In an interview published in The Guardian, the 69-year-old theoretical physicist Stephen Hawking claims says the human brain is like a computer that will stop working when its components fail. There’s no indication as to how he knows this, because of course he, well, doesn’t. His faith commitment in pure naturalism excludes the possibility of God and an afterlife; since he cannot even consider the possibility of the supernatural [i.e., anything beyond the natural], he presumes the supernatural doesn’t exist. The irony is that even if he saw evidence for the supernatural, his presuppositional bias would never allow him to consider this possibility so he would inevitably make up a naturalistic answer to satisfy his faith commitment in naturalism – and get the answer completely wrong as a result!
Nevertheless, according to Hawking: “There is no heaven or afterlife for broken-down computers; that is a fairy story for people afraid of the dark.”
I’ve already commented on his latest book, “The Grand Design,” published just last year, in which he claimed it was “not necessary to invoke God … to get the universe going.” Yet just because one can imagineer a naturalistic Just-So Story to explain the origin of the universe does not mean that the universe came about by the means outlined in that naturalistic Just-So-Story.
Hawking says he is not afraid of death, but adds: “I’m in no hurry to die. I have so much I want to do first.”OK, but when asked what is the value in the question, Why are we here? he responded:
“We need to use the effective theory of Darwinian natural selection of those societies most likely to survive. We assign them higher value.”
Wow. Hitler would be proud, Hawking. Who sets the standards for which societies are more likely to survive? Isn’t that just a restatement of might makes right? And why arbitrarily stop at societies? Why not individuals? You just invoked eugenics, Hawking. As the parent of special needs kids, I’m disgusted at this statement. Doesn’t he realize that the handicapped would be assigned a lower value by his arbitrary assessment? This, my friends, is an honest admission of the social implications of Darwinism.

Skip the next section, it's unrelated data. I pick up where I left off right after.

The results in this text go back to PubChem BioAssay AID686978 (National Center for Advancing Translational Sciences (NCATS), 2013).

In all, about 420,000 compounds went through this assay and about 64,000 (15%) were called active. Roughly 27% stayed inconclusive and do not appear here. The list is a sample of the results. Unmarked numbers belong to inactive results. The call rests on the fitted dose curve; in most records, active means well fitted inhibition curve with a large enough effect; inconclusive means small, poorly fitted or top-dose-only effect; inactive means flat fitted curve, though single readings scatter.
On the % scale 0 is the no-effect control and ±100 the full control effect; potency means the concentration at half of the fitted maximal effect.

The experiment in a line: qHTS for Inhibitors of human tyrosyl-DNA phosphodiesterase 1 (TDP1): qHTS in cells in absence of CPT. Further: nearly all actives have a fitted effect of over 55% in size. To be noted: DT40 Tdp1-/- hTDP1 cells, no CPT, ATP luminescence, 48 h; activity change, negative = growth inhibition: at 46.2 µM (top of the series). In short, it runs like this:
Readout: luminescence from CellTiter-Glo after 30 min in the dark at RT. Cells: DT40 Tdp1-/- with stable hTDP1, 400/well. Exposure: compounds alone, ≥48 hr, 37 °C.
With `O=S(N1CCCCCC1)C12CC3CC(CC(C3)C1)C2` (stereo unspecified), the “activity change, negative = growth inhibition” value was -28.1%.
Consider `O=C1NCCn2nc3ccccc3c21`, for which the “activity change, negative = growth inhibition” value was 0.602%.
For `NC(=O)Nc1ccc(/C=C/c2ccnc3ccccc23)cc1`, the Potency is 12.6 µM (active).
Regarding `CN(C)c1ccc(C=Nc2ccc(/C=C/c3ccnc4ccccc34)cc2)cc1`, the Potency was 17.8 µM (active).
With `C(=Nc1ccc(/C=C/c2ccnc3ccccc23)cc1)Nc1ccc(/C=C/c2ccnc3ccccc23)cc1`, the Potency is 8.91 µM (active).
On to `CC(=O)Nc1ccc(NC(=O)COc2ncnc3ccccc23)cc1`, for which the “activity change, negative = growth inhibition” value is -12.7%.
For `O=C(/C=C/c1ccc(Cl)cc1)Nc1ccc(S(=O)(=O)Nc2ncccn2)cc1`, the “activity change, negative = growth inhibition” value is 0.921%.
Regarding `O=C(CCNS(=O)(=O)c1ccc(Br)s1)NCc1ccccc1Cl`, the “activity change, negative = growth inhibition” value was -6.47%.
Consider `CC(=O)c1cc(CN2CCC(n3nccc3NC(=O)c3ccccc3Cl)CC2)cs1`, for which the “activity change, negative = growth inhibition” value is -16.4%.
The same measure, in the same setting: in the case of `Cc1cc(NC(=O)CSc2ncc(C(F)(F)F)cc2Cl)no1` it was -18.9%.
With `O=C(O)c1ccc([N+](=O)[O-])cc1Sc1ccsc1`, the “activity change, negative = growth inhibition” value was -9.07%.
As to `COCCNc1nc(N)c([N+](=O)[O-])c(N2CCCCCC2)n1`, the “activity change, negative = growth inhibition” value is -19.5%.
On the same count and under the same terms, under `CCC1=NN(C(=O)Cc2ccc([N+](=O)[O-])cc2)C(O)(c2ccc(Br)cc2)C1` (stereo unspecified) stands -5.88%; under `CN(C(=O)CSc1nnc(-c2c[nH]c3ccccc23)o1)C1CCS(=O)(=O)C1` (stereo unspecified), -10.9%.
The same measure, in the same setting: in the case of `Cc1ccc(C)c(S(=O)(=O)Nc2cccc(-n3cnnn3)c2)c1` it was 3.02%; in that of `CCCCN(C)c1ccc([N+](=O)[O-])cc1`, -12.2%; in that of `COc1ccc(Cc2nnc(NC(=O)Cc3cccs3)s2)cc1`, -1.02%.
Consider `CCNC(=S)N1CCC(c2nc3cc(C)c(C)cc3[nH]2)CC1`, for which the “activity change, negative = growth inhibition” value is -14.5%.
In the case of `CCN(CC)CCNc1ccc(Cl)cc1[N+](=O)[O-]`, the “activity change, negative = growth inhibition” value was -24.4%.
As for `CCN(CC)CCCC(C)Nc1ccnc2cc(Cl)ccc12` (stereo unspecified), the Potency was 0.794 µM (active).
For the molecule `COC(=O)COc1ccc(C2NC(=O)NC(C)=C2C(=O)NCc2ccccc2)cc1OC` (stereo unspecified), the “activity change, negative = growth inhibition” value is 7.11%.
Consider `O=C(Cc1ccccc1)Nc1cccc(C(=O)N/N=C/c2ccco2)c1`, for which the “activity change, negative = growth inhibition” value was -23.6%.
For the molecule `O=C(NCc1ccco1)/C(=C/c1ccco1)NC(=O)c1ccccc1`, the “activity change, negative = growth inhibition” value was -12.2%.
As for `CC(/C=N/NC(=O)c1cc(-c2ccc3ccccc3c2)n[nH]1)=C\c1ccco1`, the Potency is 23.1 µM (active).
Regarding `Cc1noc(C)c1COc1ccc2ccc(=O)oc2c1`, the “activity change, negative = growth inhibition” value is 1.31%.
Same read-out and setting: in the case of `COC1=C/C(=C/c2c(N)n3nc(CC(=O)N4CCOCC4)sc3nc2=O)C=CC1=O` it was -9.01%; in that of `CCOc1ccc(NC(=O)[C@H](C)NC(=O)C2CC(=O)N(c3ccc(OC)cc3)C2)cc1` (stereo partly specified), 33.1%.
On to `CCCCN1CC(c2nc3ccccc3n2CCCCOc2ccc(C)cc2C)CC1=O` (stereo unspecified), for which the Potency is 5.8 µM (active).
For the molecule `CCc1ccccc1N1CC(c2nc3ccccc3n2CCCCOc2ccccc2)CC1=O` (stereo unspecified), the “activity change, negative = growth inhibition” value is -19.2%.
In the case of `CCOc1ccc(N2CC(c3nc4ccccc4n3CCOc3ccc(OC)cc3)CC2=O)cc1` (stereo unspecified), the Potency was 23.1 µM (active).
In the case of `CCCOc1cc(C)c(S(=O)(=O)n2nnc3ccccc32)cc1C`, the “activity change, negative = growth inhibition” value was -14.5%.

When asked what we should do with our lives since we are here, he responded that “we should seek the greatest value of our actions.” But this is again arbitrary in an accidental universe in which we are but a meaningless vapor, destined to be replaced by something else. Why should that be the standard? Meaning makes sense in a universe made by a Creator because the intelligent design of the universe implies purpose and meaning, but the inhabitants of a chance universe, however inevitable Hawking claims it might be among myriad other undetectable just-so universes, cannot claim purpose or meaning that is not arbitrary.
Here’s the rub: The Bible claims that fool says in his heart, There is no God [Psalm 14:1 and 53:1], precisely because this universe provides ample evidence that God does in fact exist [Romans 1:20]. As Blaise Pascal noted, He’s given us too little evidence to be sure, but too much to ignore. Faith is required [Hebrews 11:6]. Those who deny the existence of God know better, they’re simply suppressing the truth in unrighteousness [Romans 1:18, 21-25] In doing so, they’ve condemned themeselves because light has come into the world but they prefer darkness because their deeds are evil [John 3:17-19].
Jesus told the story of a man named Lazarus and a rich man [Luke 16:19-31]. Lazarus begged at the rich man’s gates, where he died of hunger and want. Lazarus went to “Abraham’s bosom,” or Heaven. The rich man died that night as well, but opened his eyes in a very real hell. He felt pain, thirst and remorse. And he could see Lazarus in Abraham’s bosom across a great divide separating Heaven from Hell.
I’d never thought about that element of the story [which doesn’t have the usual indicators of a parable], but it now occurs to me that if Stephen Hawking doesn’t repent of his intellectual pride and sin, he may well open his eyes in hell one day. At that moment, he will know that he was wrong about a great many things – that souls exist and we are not computers running down, that God exists despite his naturalistic Just-So Story, and that the Creator of the universe is immune to his wishful denials of His existence. Furthermore, this parable suggests that he will also know that Heaven exists.
But it will be too late [Hebrews 9:27].
Yet there is still hope! Now is the acceptable time [2 Corinthians 6:2]. If Hawking would but confess the Lord Jesus and believe in his heart that God has raised Him from the dead, he would be saved [Romans 10:9].
-Rev Tony Breeden, DefGen.org